• Trevor Whippy broke the will, sold the house (and the collections?), retired from the police force, and moved to Australia. Roger Kelley may have a bead on his whereabouts. The Chairman of the Fiji Broadcast Corporation (in 2003) was a close relative of Trevor and may know his whereabouts. The house was torn down. "The old guard were rather dismayed by the way that Trevor Whippy sold most of Verrier's collections, especially his extensive library" (Parkinson).

Miscellaneous research

Helped develop a paper

"The data used in this paper were collected between October 1959 and June 1961 in Rotuma and among Rotuman enclaves in Fiji. The field work was supported by a grant from the National Institute of Mental Health to the senior author. Further support has been provided by the Human Ecology Fund, permitting us to systematize the data upon our return from the field. We would also like to thank the Government of Fiji for making their demographic records available to us, and Dr. Lindsay Verrier for introducing us to the research possibilities provided by such information."[4]

Denise Murphy: "His bibliography shows extensive use of Verrier's studies of how power operates within the matagali (extended family) system."

Letter: "Dog Licks Man"

To The Lancet, March 21, 1970 (7647), p. 615.

Sir,--Dozing at home, one day, after gardening, with a small abraded sore on my leg, I woke to find my very small dog licking the place. To my surprise, the operation was painless. The undressed sore healed by first intention. Some time later a second abrasion was offered to the dog, and the same thing happened.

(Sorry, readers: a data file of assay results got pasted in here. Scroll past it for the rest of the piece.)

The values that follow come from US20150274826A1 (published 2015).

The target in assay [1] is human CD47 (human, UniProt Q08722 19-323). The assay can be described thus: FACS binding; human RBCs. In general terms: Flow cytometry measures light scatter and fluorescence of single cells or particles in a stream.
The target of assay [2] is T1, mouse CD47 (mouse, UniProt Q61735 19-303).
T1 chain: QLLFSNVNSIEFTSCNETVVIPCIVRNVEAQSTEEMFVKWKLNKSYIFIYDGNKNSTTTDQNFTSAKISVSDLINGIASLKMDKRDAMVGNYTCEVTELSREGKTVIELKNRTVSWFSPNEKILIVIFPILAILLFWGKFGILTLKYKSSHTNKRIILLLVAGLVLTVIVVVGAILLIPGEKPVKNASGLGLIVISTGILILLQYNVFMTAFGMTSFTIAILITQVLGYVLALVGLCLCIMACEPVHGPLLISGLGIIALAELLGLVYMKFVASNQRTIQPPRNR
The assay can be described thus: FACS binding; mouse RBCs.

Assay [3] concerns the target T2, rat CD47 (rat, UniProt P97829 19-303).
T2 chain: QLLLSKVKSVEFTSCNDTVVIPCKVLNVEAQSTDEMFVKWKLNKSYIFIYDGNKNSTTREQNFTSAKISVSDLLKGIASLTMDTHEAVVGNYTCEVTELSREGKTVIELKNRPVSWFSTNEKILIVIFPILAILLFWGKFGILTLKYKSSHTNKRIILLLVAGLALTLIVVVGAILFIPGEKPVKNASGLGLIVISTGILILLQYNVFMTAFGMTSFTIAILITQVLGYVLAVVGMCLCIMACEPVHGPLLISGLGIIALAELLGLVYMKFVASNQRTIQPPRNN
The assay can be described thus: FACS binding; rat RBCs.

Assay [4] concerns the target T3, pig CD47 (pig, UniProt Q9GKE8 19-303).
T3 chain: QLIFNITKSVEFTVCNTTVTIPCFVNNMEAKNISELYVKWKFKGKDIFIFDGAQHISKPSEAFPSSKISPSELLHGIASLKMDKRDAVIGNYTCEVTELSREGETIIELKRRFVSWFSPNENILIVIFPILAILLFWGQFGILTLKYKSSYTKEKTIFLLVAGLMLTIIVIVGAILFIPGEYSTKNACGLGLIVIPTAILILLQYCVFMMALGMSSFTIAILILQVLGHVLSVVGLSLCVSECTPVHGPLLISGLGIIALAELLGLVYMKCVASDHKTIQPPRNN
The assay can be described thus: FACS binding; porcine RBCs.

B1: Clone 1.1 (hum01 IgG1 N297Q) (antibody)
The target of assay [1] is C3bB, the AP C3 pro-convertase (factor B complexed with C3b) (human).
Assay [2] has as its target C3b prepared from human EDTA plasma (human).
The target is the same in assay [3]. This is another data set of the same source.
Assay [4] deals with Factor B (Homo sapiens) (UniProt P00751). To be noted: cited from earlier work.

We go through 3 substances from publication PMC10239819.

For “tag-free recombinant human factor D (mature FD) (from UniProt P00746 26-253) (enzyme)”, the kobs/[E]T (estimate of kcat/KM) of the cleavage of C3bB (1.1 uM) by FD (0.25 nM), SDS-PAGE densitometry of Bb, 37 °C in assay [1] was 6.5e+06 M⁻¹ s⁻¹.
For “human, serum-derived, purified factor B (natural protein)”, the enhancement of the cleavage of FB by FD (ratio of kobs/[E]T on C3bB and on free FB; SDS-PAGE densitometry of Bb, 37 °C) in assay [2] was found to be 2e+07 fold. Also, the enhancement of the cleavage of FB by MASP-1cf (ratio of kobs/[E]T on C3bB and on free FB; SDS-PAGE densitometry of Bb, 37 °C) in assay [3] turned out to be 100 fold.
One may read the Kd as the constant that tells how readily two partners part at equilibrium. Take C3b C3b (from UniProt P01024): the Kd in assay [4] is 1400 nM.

I mentioned this to a Fijian friend, who told me that in the villages, when lads got sores on their legs from fishing, gardening, and so on, the old men advised them to let the dogs lick them, so as to heal them quickly.
I wonder if the surface-healing properties of dog-saliva have been explored?
Lindsay Verrier
Suva, Fiji

Recipe for flour-based adhesive

VERRIER, LINDSAY. A pressure-cooked non-moulding adhesive flour paste. Nature (London), 164 (1949), p. 545.

Lindsay Verrier claims for this recipe that gives a paste of uniform consistency which is not messy to make and is nonpoisonous. RMO[5][6]


  1. Pacific Island Monthly, April, 1942.
  2. M.B.C. 2582/1941 From the people of the Ellice Islands. Isaac, Dr. L. Filed in 2896/37 (WPHC Archives).
  3. Gillespie: "There are no further entries in his WPHC Service History so I would assume that 'seconded to Fiji' means that his subsequent service was to the Colony of Fiji rather than the WPHC."
  5. Abstract from Nature
  6. Broken link.